One of the things people ask me most about is how long cachaça has been made.
Cachaça’s story began when the Portuguese brought sugar cane and their distillation techniques to Brazil in 1502. The first sugar mill was built soon after, sometime between 1516 and 1526, in Pernambuco.
Given the climate, sugar production and processing increased rapidly.
Unfortunately, there is no single cachaça origin story. But, there are three theories about where it was first made—most likely, a sugar plantation distilled the first cachaça between 1516 and 1532, somewhere along the coast. There are three likely locations where this occurred:
- In Pernambuco, in 1516
- In Bahia 1520
- Or in São Paulo, between 1532 and 1534,
However, there is some agreement that the earliest date and location is most likely correct.
After the 16th and 17th centuries, when sugar production significantly increased throughout São Paulo and Pernambuco, cachaça began to spread through Rio de Janeiro and Minas Gerais. This occurred as those states saw population growth due to the discovery of gold and precious stones.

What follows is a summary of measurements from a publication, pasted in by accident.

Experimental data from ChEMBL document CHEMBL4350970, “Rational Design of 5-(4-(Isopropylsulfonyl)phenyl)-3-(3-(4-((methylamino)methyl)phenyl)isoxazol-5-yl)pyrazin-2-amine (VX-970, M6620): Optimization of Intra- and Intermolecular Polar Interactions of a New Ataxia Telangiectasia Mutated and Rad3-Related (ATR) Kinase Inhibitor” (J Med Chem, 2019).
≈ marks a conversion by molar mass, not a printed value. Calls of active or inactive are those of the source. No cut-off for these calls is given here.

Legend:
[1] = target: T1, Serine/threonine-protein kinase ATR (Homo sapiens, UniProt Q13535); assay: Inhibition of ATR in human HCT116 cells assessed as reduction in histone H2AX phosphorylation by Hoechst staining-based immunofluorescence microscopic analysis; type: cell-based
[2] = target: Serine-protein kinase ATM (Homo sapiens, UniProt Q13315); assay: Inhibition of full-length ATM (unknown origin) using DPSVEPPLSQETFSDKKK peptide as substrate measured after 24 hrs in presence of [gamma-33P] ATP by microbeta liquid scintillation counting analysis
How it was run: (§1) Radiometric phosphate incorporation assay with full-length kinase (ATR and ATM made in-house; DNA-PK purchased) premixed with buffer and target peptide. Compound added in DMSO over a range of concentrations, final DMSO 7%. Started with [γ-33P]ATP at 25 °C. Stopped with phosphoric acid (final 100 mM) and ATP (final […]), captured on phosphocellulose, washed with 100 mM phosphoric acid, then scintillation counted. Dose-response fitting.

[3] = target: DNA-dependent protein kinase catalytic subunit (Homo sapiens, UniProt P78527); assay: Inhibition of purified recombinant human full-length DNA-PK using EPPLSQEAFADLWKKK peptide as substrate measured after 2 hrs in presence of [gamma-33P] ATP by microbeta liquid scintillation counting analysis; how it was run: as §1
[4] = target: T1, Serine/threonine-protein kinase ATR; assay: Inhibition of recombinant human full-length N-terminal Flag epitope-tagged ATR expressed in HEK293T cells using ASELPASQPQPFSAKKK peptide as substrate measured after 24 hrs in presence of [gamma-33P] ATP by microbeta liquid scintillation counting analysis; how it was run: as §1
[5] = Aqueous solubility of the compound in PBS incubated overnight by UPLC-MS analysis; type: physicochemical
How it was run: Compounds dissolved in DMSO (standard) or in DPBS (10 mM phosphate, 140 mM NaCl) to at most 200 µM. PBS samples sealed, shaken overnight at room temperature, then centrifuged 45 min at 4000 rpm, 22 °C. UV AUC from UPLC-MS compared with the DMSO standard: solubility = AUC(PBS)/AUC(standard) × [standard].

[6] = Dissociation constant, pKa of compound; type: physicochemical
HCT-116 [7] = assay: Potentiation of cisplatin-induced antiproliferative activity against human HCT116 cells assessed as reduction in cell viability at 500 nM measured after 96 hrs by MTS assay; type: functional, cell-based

Cachaça's movement to different states would profoundly impact its development. Migrants, who wanted to consume or sell the product, placed silver cachaças in wooden barrels to be transported. Barrels made to transport cachaça in Brazil during this time would not have been made of oak since it was not a native species. Instead, barrels of various native woods were used, offering some sensory changes to cachaça.
Like other distilled spirits, cachaça was a significant currency in the slave trade and was used as a cudgel to coerce enslaved people. The connection between slavery and cachaça had profound and ongoing implications for the country. This summary of cachaça’s history doesn’t provide the context or space for delving into race and slavery in Brazil and the relationship to the country’s native distilled spirit. We will devote more space to this issue in the blog.
However, for many years, cachaça remained unappreciated by many Brazilians. In recent decades, however, Brazilians have rediscovered the importance of their spirit and sought to improve its quality and image. Significant events have contributed to the appreciation of cachaça and its recognition as a part of the nation’s heritage. In 1996, then-President Fernando Henrique Cardoso signed a law recognizing cachaça as a typically Brazilian product, establishing manufacturing and marketing standards.
Today, there are about 1,000 distilleries spread across the country. Cachaça has always been characterized by small-scale production on family-run farms, which now occupy nearly every one of the country’s 26 states. Over the past decade, with increasing interest in raising production standards, cachaça has witnessed a renaissance not seen since its first production in the 16th century.
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